It is common to hear the terms herniated and bulging disc used interchangeably. While these two conditions are similar, they are not completely alike. A bulging disc occurs when one of the discs that separates each vertebra in the spines gets damaged and actually bulges, hence the name. This, in turn, puts pressure on the surrounding vertebrae. A herniated disc occurs as a result of a bulge that breaks through the cartilage that protects each disc. Other common terms for this condition are slipped disc, ruptured disc, or prolapsed disc.
Overview Of The Cervical Spine
The term cervical refers to the neck. Cervical discs are composed of a spongy cartilage material and act as a natural shock absorber for the spine. These discs provide essential cushioning between the rigidness of vertebral bones and allow the neck to twist, flex and extend. Excessive pressure on a disc pushes it beyond its normal space in the spinal canal, causing it to impinge on the nearby nerve roots.
A herniated disc can happen anywhere, at any time and to anyone. Disc herniation in the neck may involve any of the discs between the C1 to C7 vertebrae. These are known as the cervical vertebrae.
Disc herniation in the neck can be quite painful, irritating nearby nerves and causing neck pain or even arm pain. It is usually diagnosed with a simple exam. An MRI or CT scan is only done when absolutely necessary. With the proper care from a pain management doctor, this does not typically require surgery.
Cervical disc herniation is typically caused by wear and tear on the vertebral, or spinal, discs. Commonly, this is the result of age, chronic overuse, or an injury. Over time, spinal discs can dry out and deteriorate. As discs wear out, they provide less shock absorption for the spine. Flexibility and range of motion decrease as cartilage weakens, increasing the risk of herniated discs.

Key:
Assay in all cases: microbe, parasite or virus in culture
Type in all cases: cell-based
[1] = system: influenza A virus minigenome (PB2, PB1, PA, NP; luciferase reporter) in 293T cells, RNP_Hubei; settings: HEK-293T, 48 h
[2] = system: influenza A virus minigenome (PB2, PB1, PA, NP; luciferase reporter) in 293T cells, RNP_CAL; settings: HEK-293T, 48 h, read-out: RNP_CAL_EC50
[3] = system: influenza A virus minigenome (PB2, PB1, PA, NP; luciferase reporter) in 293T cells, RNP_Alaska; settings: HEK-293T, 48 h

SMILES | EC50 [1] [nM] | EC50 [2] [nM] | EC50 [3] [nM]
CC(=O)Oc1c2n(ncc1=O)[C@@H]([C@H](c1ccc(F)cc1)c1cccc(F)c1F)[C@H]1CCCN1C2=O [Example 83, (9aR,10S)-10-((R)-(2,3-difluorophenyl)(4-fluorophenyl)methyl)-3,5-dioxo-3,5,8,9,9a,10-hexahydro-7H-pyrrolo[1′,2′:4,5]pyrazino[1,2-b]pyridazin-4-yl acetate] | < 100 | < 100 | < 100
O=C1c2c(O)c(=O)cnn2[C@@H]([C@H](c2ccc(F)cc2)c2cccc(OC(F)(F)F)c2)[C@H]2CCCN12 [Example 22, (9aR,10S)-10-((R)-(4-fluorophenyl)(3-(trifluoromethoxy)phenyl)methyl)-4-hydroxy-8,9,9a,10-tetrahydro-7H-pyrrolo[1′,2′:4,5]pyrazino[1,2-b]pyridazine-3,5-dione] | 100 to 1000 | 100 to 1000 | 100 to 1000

Depending on how the disc presses against the surrounding nerves, some people may experience mild to severe neck pain or arm pain that can radiate into the shoulders while others may experience no symptoms at all. Other common symptoms include headaches, numbness, tingling, neck stiffness, delayed reflexes, or feelings of muscular weakness.
For people reporting no pain or other symptoms, this is due to the fact that the disc does not always press on nearby nerves or soft tissue. For those who do experience pain, this pain is often continuous or occurring when the neck moves in certain directions or remains in specific positions.
A pain management doctor will design a treatment plan according to the severity of the herniation. Rest is often the number one recovery recommendation. Alternating between a heating pad and ice pack can help reduce swelling and inflammation.
There are several cervical exercises and stretches that can be done to increase flexibility and range of motion. A neck brace can sometimes help. If necessary, prescription or over-the-counter medicines may be taken to control the pain.
If symptoms don’t disappear with these treatments, a pain management doctor may order a corticosteroid injection or even disc surgery to reduce overall swelling and pain. Neck surgery that treats a cervical disc typically involves a hospital stay, anesthesia and an extensive recovery.